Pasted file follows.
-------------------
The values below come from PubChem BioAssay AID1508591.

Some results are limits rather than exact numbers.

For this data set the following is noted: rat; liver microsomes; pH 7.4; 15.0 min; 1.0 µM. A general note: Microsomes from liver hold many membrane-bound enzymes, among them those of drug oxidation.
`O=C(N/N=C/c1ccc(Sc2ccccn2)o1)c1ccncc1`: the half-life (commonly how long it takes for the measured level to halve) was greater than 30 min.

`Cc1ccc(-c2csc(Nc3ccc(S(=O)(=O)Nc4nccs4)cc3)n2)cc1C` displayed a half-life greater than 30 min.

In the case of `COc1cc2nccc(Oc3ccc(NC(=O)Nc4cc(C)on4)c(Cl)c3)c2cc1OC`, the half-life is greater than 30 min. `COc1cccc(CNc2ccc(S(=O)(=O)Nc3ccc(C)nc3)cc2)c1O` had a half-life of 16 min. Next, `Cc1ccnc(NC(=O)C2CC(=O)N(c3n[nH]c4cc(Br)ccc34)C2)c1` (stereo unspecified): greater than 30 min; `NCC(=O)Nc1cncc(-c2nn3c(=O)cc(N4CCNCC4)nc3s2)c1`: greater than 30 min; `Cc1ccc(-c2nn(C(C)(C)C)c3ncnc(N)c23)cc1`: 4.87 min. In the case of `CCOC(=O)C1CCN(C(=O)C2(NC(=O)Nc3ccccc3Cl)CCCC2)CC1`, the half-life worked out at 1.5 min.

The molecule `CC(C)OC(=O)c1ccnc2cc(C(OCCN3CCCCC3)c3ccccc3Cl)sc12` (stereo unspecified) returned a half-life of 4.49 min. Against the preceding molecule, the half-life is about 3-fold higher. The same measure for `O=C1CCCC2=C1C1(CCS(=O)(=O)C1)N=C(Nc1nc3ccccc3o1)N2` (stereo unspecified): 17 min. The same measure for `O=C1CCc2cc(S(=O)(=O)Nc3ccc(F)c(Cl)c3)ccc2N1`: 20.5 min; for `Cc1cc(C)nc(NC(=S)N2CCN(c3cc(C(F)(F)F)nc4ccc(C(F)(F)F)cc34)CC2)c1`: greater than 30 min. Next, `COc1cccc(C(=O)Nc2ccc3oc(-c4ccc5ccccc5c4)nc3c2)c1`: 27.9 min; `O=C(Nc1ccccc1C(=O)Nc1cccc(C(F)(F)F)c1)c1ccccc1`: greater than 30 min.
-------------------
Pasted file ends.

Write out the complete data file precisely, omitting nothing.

The values below come from PubChem BioAssay AID1508591.

Some results are limits rather than exact numbers.

For this data set the following is noted: rat; liver microsomes; pH 7.4; 15.0 min; 1.0 µM. A general note: Microsomes from liver hold many membrane-bound enzymes, among them those of drug oxidation.
`O=C(N/N=C/c1ccc(Sc2ccccn2)o1)c1ccncc1`: the half-life (commonly how long it takes for the measured level to halve) was greater than 30 min.

`Cc1ccc(-c2csc(Nc3ccc(S(=O)(=O)Nc4nccs4)cc3)n2)cc1C` displayed a half-life greater than 30 min.

In the case of `COc1cc2nccc(Oc3ccc(NC(=O)Nc4cc(C)on4)c(Cl)c3)c2cc1OC`, the half-life is greater than 30 min. `COc1cccc(CNc2ccc(S(=O)(=O)Nc3ccc(C)nc3)cc2)c1O` had a half-life of 16 min. Next, `Cc1ccnc(NC(=O)C2CC(=O)N(c3n[nH]c4cc(Br)ccc34)C2)c1` (stereo unspecified): greater than 30 min; `NCC(=O)Nc1cncc(-c2nn3c(=O)cc(N4CCNCC4)nc3s2)c1`: greater than 30 min; `Cc1ccc(-c2nn(C(C)(C)C)c3ncnc(N)c23)cc1`: 4.87 min. In the case of `CCOC(=O)C1CCN(C(=O)C2(NC(=O)Nc3ccccc3Cl)CCCC2)CC1`, the half-life worked out at 1.5 min.

The molecule `CC(C)OC(=O)c1ccnc2cc(C(OCCN3CCCCC3)c3ccccc3Cl)sc12` (stereo unspecified) returned a half-life of 4.49 min. Against the preceding molecule, the half-life is about 3-fold higher. The same measure for `O=C1CCCC2=C1C1(CCS(=O)(=O)C1)N=C(Nc1nc3ccccc3o1)N2` (stereo unspecified): 17 min. The same measure for `O=C1CCc2cc(S(=O)(=O)Nc3ccc(F)c(Cl)c3)ccc2N1`: 20.5 min; for `Cc1cc(C)nc(NC(=S)N2CCN(c3cc(C(F)(F)F)nc4ccc(C(F)(F)F)cc34)CC2)c1`: greater than 30 min. Next, `COc1cccc(C(=O)Nc2ccc3oc(-c4ccc5ccccc5c4)nc3c2)c1`: 27.9 min; `O=C(Nc1ccccc1C(=O)Nc1cccc(C(F)(F)F)c1)c1ccccc1`: greater than 30 min.